The Odyssey: Winds of Athena, developed and published by Liquid Dragon Studios.
The Good: Use of fluid physics is very creative, easy to learn, gradually introduces new enemies and procedures, game can be tricky
The Not So Good: Graphics could be better, base mechanics are monotonous
What say you? A truly unique concept and a fun, challenging game to boot: 6/8
MY POORLY WRITTEN INTRODUCTION
Ancient Greece has been the setting of numerous movies and video games: Age of Mythology, Troy, and Revenge of the Nerds to name a few. The time period is ripe with spectacular mythical events involving gods and goddesses imposing their will on defenseless humans. The Odyssey: Winds of Athena involves altering the seas to guide Odysseus (the guy in The Odyssey) on his misadventures of wackiness following the Trojan War (apparently a war about prophylactics).
GRAPHICS AND SOUND
The Odyssey: Winds of Athena is played from an overhead perspective and the graphics are generally 2-D in nature. They could have been more detailed, but the graphics are on par with most puzzle games. The environments are a good enough representation of rocky shorelines and the water flowing through the ocean areas looks good enough and indicates which way it is flowing. The ships are very small and hard to see sometimes when the action is mildly intense. The sound is also pretty standard fare, with appropriate background music and some sound effects to accompany the action that’s taking place. Overall, the graphics and sound of The Odyssey: Winds of Athena is exactly what’d you expect in a game such as this.
The Odyssey: Winds of Athena features a single player campaign where you are presented with a series of maps (50 to be exact) and you must guide a specified number of ships from their starting point to the goal. This is done by using two methods: wind and moving water. Producing wind is very simple: just use your mouse in a circular motion to move ships in a straight line down their path. Making currents in the water is done by dragging your mouse in the intended direction to funnel the ships down the river. The Odyssey: Winds of Athena uses a good fluid physics model, as the water behaves exactly like it should when you start to move it around. Learning the game’s mechanics is very easy, as the entire game is controlled with the mouse and the correct gestures make sense. The difficulty of the game results from the player moving too much water around and different currents colliding, causing all sorts of confusion. To make matters worse, there are a number of obstacles scattered around the maps: rocky coastlines that will destroy ships and a number of characters that will throw objects or otherwise disrupt your ships in a variety of ways if you venture too closely. These objects are introduced gradually, so the campaign also serves as a tutorial of sorts. This also lets the player experience new things over time, keeping the player interested in the game as the campaign progresses. Playing the game is pretty fun as well, and it takes some skill to properly maneuver the ocean currents in the correct path and utilize the wind effectively. The game adds new obstacles frequently enough to make each puzzle seem different, or at least more difficult than the last. The core concept of the game won’t appeal to all players, however, and you really need to enjoy the fluid physics to get the most out of the game.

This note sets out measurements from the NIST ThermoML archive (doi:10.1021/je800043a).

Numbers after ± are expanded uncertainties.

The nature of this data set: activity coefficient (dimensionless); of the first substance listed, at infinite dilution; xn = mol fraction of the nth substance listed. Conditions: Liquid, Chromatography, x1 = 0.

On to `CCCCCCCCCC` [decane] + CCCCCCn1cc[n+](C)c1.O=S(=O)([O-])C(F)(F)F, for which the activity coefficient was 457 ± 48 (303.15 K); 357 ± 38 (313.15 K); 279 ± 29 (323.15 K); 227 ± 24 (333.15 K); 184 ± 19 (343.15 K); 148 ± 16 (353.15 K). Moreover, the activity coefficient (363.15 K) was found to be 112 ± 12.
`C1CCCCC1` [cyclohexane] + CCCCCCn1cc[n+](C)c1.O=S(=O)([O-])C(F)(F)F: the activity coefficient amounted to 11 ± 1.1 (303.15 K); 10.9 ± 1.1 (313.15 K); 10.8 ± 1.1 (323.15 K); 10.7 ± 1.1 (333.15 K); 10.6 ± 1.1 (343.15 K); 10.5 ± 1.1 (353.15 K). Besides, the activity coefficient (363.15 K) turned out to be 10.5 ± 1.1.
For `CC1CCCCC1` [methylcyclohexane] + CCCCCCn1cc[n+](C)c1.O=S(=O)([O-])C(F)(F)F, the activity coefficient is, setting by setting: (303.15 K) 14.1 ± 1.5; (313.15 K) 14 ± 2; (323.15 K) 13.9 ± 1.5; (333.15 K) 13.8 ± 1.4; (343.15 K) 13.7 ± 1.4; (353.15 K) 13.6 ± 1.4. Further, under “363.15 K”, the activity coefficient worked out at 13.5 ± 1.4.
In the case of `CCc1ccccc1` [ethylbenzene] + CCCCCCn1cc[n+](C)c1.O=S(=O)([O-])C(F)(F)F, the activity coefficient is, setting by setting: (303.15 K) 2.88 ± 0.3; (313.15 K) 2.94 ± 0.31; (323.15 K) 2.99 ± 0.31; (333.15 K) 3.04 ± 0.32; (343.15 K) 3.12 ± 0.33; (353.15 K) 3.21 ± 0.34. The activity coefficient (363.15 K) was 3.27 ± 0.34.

The Odyssey: Winds of Athena is a very unique game and there’s nothing else quite like it available. The game is very easy to learn and control and this should appeal to all age groups. The game can become quite challenging when numerous obstacles are presented on the maps. However, the game does suffer from some repetition as the controls don’t change and consist of only two movements, so in some ways the simplicity of the game works to its disadvantage. You can interact with a lot of the objects around the map by grabbing rocks or slapping characters, but these are minor diversions in the grand scheme of things. The Odyssey: Winds of Athena gets major points for being a completely unique idea, but the gameplay might become boring after a while to people who aren’t fully enthralled by the title. Still, The Odyssey: Winds of Athena is not just another puzzle game and its originality goes a long way to making it both enjoyable and distinguished.